This evolutionary process will prepare the ground for what will be universal religions such as Christianity, in which the universalistic concept of divinity will predominate. Here, therefore, that around some divinities (Dionysus, Demeter, Cybele, Isis, etc.) those religions called mysteriosophical (from the Greek mystes), characterized by a series of secret rites performed by the followers and defined "religions of salvation"(At least of an interior salvation, or in any case otherworldly). The need for a religious form other than the purely animistic one arose from the desire for redemption from frustrations by the marginalized classes made up of slaves, the poor and often also women who were excluded from the religious ceremonies of the ruling class. 

 In these religions, as well as in the Christian religion, sacrifice is the element that leads to salvation. The same divinity, venerated in the mysteries, often undergoes atrocious sufferings and is usually doomed to a violent death. It will be precisely the suffering of the god to which the adepts are inspired, the contribution that the divinity itself will offer for the salvation of its faithful.

The adepts of the mystery religions were often persecuted, because they disturbed the established order, questioned the very structuring of the previously constituted classes and themselves gave birth to a new concept of class.

The new class, seen horizontally with respect to the previous classes, was made up of members of various social classes, provided they were subjected to the "sacraments""who had the power to mystically free the initiate, whatever his social origin "[10]. In the Christian religion, baptism is the sacrament that frees us from original sin, starting the new religious life. The sacrament of confirmation, which prepares the boy to be the "soldier" of God, has a certain analogy with the sacrament with which the initiates of Mithras[11] reached the rank of soldiers of faith.

It will be precisely the mysteriosophical religions linked to the pagan divinities that will prepare the cultural ground suitable for the spread of Christianity.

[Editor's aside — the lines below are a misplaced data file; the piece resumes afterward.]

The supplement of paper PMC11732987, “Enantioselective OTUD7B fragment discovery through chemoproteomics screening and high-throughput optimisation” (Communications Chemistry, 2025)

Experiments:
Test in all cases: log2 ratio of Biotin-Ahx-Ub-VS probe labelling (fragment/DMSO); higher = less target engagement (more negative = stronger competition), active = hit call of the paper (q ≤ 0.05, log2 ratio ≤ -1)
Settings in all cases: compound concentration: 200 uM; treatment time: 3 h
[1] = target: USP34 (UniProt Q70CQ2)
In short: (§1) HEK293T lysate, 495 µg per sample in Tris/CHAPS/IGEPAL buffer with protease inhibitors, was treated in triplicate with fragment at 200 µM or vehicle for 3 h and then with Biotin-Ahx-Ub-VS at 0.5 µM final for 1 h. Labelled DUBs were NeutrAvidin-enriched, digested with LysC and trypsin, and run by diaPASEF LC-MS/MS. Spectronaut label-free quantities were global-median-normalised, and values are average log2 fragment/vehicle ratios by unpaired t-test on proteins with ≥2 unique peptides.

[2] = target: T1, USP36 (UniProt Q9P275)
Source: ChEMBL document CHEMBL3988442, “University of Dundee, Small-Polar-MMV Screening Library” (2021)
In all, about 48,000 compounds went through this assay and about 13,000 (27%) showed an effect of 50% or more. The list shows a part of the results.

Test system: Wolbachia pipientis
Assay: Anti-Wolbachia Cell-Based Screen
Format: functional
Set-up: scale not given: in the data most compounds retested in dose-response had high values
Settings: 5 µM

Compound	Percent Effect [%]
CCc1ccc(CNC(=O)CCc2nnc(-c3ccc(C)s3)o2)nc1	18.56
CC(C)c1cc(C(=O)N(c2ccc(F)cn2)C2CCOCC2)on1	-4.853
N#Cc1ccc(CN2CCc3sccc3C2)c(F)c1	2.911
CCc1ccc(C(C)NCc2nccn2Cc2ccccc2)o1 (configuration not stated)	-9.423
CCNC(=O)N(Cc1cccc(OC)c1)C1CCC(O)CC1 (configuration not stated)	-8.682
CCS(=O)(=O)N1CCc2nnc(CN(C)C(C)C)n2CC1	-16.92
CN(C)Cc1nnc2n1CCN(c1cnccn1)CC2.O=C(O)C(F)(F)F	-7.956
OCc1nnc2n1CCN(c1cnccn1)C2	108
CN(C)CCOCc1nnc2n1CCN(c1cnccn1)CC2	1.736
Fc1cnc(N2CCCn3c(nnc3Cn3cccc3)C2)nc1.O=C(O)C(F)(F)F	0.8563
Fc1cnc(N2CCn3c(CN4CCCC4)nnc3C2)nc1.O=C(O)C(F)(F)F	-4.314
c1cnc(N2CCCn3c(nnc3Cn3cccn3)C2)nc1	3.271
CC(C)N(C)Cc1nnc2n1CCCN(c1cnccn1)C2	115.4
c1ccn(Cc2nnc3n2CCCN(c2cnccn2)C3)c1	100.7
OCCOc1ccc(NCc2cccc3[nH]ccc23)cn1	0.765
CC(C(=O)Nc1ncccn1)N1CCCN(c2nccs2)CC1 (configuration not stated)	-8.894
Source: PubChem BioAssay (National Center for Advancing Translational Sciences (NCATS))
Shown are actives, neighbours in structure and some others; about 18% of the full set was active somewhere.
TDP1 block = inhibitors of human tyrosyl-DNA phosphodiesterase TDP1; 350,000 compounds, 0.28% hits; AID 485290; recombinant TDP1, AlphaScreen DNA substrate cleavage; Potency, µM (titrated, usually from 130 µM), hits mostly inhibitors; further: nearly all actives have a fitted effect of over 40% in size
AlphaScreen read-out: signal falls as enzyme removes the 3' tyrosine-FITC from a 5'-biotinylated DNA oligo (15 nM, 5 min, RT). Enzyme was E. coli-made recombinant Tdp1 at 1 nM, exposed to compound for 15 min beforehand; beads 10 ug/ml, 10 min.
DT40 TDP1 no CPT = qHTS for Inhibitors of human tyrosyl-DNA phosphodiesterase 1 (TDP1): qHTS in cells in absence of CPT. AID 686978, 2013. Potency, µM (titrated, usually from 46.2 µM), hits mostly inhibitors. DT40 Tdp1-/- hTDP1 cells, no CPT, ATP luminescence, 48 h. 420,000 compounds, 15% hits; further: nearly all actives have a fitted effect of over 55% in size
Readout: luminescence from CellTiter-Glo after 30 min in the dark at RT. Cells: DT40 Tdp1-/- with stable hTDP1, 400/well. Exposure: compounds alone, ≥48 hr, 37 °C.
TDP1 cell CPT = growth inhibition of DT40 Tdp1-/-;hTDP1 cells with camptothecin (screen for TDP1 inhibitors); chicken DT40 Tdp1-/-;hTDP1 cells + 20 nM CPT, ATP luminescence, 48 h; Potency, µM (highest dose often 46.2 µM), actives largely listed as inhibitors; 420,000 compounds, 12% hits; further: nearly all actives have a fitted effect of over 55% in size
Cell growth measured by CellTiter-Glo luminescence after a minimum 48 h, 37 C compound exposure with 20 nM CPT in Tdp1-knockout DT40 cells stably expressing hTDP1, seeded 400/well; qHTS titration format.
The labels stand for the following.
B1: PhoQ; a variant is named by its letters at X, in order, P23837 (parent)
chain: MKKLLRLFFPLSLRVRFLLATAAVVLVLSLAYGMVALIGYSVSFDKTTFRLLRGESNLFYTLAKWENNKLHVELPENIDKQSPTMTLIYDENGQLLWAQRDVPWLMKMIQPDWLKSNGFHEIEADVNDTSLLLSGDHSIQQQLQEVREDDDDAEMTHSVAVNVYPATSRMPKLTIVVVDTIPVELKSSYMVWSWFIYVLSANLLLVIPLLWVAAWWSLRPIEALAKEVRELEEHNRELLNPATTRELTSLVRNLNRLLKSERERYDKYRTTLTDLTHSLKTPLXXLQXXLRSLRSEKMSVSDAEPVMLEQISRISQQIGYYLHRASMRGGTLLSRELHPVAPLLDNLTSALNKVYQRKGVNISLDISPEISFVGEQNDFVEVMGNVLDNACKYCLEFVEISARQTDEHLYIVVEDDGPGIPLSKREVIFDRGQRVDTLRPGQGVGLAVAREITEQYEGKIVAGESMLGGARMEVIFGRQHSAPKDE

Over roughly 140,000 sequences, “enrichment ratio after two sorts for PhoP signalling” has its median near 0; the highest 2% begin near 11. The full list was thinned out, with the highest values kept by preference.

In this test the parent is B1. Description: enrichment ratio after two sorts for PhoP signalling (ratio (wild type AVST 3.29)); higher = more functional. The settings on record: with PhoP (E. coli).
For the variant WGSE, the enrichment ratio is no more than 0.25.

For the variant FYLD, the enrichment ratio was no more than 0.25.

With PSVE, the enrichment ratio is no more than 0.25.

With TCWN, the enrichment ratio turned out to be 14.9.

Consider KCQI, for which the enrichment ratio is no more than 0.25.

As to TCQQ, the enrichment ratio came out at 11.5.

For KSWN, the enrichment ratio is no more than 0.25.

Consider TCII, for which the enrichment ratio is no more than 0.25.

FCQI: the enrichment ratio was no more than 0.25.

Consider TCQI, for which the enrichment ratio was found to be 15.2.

The Christian religion received and incorporated some aspects of pagan religions, such as some festivities and some of the pagan divinities themselves were transformed into Christian saints. At times, it was the clergy themselves who supported the reception, in the Christian religion, of some of the pagan divinities, to obtain the consent of the peasant population, whose religious beliefs continued to have a polytheistic character.[12].

Supporters of Christianity also appropriated the same places that had been used for pagan cults. In fact, the habit of building Christian churches in place of the ancient temples soon prevailed. St. Augustine, speaking of pagan temples, suggested three possible solutions: destroy them, use them for public use or transform them into Christian churches.

An imperial edict of the fifth century ordered that temples and sanctuaries not yet demolished, were destroyed and, as an expiation, the sign of the cross was planted.[13]. Before that, other edicts had ordered that pagan buildings be expropriated and assigned to Christian worship.

In light of what has been said, it should not be surprising that the places where pagan temples stood, later saw the proliferation of churches and convents. In the second century. AD the emperor Marcus Aurelius described Anagni as a city with an incredible number of religious buildings and superstitions of all kinds, where each street had its own temple, sanctuary or chapel. The same Anagni will become, in the Middle Ages, papal residence and will be full of churches and convents. It is still considered a city full of churches.[14]

In Syria, on an inscription, placed in memory of a pagan temple transformed into a Christian church probably in 514 AD, we read:

 “That which was the inn of demons became the house of God: the saving light shone, where it was a hiding place of darkness; where were the sacrifices of the idols now are the choirs of the angels; where God was angry, now God is merciful "[15].

 

In Sicily there are many churches where a pagan temple originally stood. The best example is perhaps given by the cathedral of Syracuse which incorporates the columns of a Doric temple of the fifth century. BC, dedicated to Athena.

Syracuse Cathedral - Remains of the Temple of Athena

Syracuse Cathedral

Syracuse Cathedral - Remains of the Temple of Athena


Remains of the temple of Demeter near the medieval church of S. Biagio (Agrigento)

concody1
Temple of Concord (Agrigento)
concody5

Temple of Concord (Agrigento)

In Agrigento, the cathedral of S. Maria delle Colonne was built in place of a Doric temple, possibly identifiable with the Athenaion erected by Terone in 488 BC[16]. Another Doric temple in the city, dedicated to Demeter, also saw the medieval church of S. Biagio rise in its place.[17]. Also in Agrigento, the temple of Concordia, considered one of the most remarkable in the Greek world, was transformed by the bishop Gregorio towards the end of the sixth century. AD, in the church of SS. Peter and Paul[18]. The Concordia temple was returned to its primitive forms in 1788.

In Taormina, under the church of S. Pancrazio, the remains of a temple dedicated to Isis and Serapis are still visible[19].

  1. Gregory the Great[20], in a letter dated June 22, 601, addressed to two religious who went to England, he wrote: